EC-47 42-24304 Crashes October 25, 1968

EC-47 42-24304

EC-47 Crash Landing in Alaska, enroute to SEA

From USAF Accident/Incident Report Dated 9 Nov. 68


Upon arrival at McClellan Air Force Base, California, Lt. Colonel Ronald A. Bena, Major Jerry E. Marshall, Major Floyd J. Brazile ans SSgt Thomas Kaminski, were directed to ferry EC-47Q #42-24304 to Southeast Asia.

The personnel performed the following duties on the flight: Aircraft Commander, Lt. Colonel Bena; Copilot, Major Marshall; Navigator, Major Brazile; Flight Engineer, SSgt Kaminski. The crew departed McClellan AFB, California, for McChord AFB, Washington, at 1930Z 24 October 1968. Flight time enroute was four hours.

At 1500Z, 25 October 1968, the crew departed McChord AFB, Washington for Elmendorf AFB, Alaska. Flight altitude was 10,000 feet IFR and estimated time enroute was eight hours and thirty-seven minutes.

At approximately 1955Z the aircraft yawed to the right. Lt. Col. Bena, the aircraft commander, feathered the right engine. The nearest suitable landing field was determined to be Annette Island Coast Guard Station, Alaska and an immediate turn was made toward Annette.

Altitude could not be maintained on one engine so an enroute descent was made to 6,500 feet. The flight continued until at approximately 2020Z when the left engine lost power. The aircraft was still approximately 70 miles north west of Annette Coast Guard Air Station. Attempts were made to restart the left engine. When attempts to restart the left engine proved fruitless, the right engine was unfeathered and attempts were made to restart it all to no avail.

During the descent following loss of power on the left engine the C-47 became IFR at 5,000'. Upon reaching 3,500' a break in the clouds to the right of the plane revealed water below. A turn was made toward the break in the clouds and decision was made to ditch rather than bailing out over very mountainous and wooded terrain. VFR conditions were attained at approximately 3,000 feet. The cargo door was jettisioned in preparation for ditching.

As a pattern was set up for a water landing, a small marsh on the edge of the edge of a lake was observed. This lake was Big Salt Lake, actually an inlet of salt water on the western side of Prince of Wales Island. A left hand pattern was initiated for a gear up landing on the marsh. Final approach was at 90 knots and half flaps. Initial contact was made almost simltaneously by both wings on three large stumps.

The right wing was partially seperated near station 100 and both wing tips were torn off near station 340. Ground contact was made shortly thereafter by the rear portion of the fuselage. The aircraft traveled approximately 430 feet after contact was made with the stumps. Initial landing slide fairly smooth. At approximately 60 feet from the final resting place, the right wing separated completely from the aircraft at station 100. Approximately 40 feet from the final resting place the aircraft hit another stump which caused the aircraft to swerve to the right. Final restingplace of the aircraft was on a salt marsh on the north side of the eastern tip of Big Salt Lake.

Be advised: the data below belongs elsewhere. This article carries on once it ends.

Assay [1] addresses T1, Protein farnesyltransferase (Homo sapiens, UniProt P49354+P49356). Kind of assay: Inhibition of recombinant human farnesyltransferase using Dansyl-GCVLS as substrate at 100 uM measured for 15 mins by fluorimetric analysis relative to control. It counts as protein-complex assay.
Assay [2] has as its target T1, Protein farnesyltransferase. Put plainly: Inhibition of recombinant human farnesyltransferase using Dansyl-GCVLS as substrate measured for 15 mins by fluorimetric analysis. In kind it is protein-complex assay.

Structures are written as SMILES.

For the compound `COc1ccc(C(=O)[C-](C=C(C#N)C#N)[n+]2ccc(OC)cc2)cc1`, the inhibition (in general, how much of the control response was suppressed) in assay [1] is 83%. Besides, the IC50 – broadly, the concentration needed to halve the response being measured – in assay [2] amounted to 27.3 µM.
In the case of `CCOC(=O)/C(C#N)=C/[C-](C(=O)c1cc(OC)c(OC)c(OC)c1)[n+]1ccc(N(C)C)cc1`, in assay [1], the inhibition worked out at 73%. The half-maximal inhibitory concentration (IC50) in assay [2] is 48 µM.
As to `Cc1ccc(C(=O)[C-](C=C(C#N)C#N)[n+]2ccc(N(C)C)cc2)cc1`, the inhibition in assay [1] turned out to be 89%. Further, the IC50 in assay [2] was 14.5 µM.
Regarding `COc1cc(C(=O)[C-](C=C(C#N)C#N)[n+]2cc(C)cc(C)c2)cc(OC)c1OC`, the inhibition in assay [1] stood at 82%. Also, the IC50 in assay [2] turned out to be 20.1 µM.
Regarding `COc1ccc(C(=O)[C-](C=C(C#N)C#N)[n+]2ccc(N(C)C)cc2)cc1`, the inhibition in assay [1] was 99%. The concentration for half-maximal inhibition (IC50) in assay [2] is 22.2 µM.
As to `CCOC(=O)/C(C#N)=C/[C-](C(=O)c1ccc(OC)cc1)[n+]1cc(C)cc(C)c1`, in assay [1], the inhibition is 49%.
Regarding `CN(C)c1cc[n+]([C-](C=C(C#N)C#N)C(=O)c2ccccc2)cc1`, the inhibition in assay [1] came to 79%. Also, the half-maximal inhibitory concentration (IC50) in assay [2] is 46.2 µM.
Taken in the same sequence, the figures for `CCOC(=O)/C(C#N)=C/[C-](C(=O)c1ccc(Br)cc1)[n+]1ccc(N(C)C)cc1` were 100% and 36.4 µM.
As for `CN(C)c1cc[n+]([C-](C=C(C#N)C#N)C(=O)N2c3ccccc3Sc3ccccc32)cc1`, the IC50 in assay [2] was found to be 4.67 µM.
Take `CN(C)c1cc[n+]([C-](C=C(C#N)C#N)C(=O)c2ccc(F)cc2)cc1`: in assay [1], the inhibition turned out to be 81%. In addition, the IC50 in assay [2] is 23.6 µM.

No serious injuries were received by the crew and the aircraft did not catch fire. Parachutes were deployed to assist other aircraft in locating the crash site. This was of prime significance because the aircraft was painted with camouflage paint.

A USAF KC-135 arrived over the site approximately 30 minutes after the crash. Contact with rescue aircraft was complicated by apparent survival radio malfunctions. Shortly after the KC-135 arrived overhead, an Alaskan Airline Golden Nugget Grumman Goose aircraft, an amphibian, landed on the lake and evacuated the copilot, Major Marshall and the flight engineer, SSgt Kaminski. The Pilot, Lt Colonel Bena and the navigator, Major Brazile remained behind to guard the classified equipment aboard the aircraft. The pilot and navigator were evacuated by a Coast Guard H-52 helicopter about 5 1/2 hours after the crash. Security of the aircraft was maintained by tow Coast Guard security personnel who were aboard the helicopter which evacuated Lt Colonel Bena and Major Brazile.

{{ NOTE: }} For those of you not familiar with the phrase, "station 100" or "station 340" etc., these are references in inches measured from a particular point on the aircraft. I can't recall where the wing measurments begin, but just for the sake of clearification, we will call it at the center of the fuselage and measuring from there outboard on each wing. The same measuring system is used throughout the aircraft and I believe the fuselage measurements begin at the nose and count toward the tail. Among other things, these "station locations" are used for referances as you see here and for weight and balance of the aircraft when loading cargo or when making modifications that either add or deduct weight from the aircraft structure. Hope this helps you to understand.